Does Weightlifting Release Endorphins?
Endorphins are responsible for the euphoria that long-distance runners experience, known as the "runners high," but you don't have to run for two hours to release these mood-boosting chemicals. Although current research into this area is lacking, weightlifting and virtually all other forms of strenuous exercise can boost your endorphins and help relieve stress, according to MayoClinic.com.
Endorphins are opioid peptides that modify the actions of brain chemicals known as neurotransmitters. These chemicals play an important role in regulating your mood, among other things. By acting on neurotransmitters, endorphins can provide pain relief and induce euphoria. Boosting your endorphins is one of the best natural ways to combat stress and exerts other physiological benefits, including improving insulin sensitivity.
Believe it or not, your nutritional status plays an important role in how much of an endorphin release you get from weightlifting. DL-Phenylalanine is a nutrient found in meat needed to produce pain-relieving neurotransmitters. In addition, your body uses tryptophan, found in foods such as turkey, to produce serotonin -- a mood-boosting neurotransmitter. Because the effect of endorphins depends on these neurotransmitters, an endorphin release will fail to trigger much of a response if your status of these key nutrients is low.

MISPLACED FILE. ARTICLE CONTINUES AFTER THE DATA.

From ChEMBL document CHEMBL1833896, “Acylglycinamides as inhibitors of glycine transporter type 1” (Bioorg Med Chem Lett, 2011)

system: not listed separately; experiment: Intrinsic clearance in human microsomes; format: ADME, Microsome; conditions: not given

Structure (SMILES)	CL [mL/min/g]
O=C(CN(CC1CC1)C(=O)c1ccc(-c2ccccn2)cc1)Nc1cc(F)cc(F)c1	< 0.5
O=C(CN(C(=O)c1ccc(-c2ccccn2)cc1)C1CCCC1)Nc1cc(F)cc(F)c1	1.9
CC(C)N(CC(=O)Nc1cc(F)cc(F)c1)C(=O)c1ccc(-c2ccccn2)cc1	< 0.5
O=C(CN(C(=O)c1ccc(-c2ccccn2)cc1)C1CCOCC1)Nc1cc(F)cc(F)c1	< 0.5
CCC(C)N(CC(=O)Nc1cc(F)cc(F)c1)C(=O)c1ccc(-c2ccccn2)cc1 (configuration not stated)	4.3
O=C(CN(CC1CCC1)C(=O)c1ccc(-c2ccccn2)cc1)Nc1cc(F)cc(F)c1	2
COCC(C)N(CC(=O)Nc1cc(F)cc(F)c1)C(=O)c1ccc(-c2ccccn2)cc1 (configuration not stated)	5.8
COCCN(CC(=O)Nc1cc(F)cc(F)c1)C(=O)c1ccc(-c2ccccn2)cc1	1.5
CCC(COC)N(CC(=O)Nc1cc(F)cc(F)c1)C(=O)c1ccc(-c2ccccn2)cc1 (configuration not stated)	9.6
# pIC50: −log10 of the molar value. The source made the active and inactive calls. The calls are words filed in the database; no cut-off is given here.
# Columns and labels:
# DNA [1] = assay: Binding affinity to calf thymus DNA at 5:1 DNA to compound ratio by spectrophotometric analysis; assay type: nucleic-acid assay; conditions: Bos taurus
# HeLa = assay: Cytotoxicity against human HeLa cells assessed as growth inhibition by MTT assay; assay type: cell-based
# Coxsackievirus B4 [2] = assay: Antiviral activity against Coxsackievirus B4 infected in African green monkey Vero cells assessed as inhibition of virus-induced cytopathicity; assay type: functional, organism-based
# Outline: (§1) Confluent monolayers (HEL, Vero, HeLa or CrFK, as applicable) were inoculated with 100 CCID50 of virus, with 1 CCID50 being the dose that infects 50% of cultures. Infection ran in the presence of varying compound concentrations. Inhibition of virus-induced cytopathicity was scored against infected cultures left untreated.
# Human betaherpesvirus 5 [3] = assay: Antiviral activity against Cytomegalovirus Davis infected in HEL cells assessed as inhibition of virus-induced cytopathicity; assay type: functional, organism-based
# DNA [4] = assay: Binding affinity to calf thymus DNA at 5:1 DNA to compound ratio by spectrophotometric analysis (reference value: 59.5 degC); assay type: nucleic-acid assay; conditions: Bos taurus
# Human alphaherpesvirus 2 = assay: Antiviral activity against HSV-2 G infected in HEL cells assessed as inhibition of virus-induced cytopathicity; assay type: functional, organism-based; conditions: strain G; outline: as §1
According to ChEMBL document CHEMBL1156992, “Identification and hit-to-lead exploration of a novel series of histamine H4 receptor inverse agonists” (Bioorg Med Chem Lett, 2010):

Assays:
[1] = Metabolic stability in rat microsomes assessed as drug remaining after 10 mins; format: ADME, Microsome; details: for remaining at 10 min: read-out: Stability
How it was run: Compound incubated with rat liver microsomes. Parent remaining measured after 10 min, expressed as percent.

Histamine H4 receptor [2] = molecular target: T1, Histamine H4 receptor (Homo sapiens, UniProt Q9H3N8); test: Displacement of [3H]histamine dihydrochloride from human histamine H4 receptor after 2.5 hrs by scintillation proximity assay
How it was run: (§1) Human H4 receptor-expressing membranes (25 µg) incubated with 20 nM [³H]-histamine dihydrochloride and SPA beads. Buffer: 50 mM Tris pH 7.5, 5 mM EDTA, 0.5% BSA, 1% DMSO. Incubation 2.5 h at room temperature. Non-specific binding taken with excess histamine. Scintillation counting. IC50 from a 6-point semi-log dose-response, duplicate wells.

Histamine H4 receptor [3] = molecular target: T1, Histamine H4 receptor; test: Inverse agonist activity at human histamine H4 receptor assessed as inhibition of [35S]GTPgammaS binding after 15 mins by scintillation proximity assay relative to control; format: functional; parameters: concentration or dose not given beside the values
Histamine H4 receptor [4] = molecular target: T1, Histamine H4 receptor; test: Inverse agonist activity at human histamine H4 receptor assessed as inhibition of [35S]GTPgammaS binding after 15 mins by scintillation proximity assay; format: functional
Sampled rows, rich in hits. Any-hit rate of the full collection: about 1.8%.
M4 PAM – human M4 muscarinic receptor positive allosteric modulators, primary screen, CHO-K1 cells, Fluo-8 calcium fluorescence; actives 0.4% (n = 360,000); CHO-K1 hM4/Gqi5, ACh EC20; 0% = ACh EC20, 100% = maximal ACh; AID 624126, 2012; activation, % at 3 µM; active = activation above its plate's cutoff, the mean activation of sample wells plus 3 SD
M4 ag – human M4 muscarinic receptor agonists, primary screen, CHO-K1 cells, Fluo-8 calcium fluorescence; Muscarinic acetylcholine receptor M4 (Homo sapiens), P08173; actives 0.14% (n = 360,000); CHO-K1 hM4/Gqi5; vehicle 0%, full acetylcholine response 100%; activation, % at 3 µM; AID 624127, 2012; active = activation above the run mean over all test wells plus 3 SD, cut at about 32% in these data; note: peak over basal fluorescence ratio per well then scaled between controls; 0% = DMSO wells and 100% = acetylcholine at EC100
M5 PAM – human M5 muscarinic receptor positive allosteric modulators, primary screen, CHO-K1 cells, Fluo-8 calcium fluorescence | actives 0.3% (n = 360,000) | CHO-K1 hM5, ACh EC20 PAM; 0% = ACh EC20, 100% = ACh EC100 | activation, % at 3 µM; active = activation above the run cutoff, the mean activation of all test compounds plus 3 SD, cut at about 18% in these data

How much you exert yourself is another factor that plays an important role in gaining endorphin benefits from weightlifting. Because endorphins are your body's response to performing sustained, strenuous exercise, a few sets and reps aren't enough to trigger an endorphin release. Although recent studies are lacking, a study published in the December 1993 issue of the "Journal of Sports Sciences" found no change in endorphin activity after performing three sets of eight repetitions at 80 percent maximal effort.
Your body's ability to release endorphins in response to weightlifting depends on a number of factors. Although there is no set number of reps or sets, it is safe to say that you will need to exert significant effort in order to gain potential benefits. Keep in mind that if your primary goal is endorphin benefits, other forms of exercise such as running and cycling are more dependable ways of releasing endorphins.
- MayoClinic.com: Exercise and Stress: Get Moving to Combat Stress
- Food and Mood: The Complete Guide to Eating Well and Feeling Your Best by Elizabeth Somer and Nancy Snyderman
- Journal of Sports Sciences: Plasma Beta-endorphin Immunoreactivity: Response to Resistance Exercise
Janet Renee is a clinical dietitian with a special interest in weight management, sports dietetics, medical nutrition therapy and diet trends. She earned her Master of Science in nutrition from the University of Chicago and has contributed to health and wellness magazines, including Prevention, Self, Shape and Cooking Light.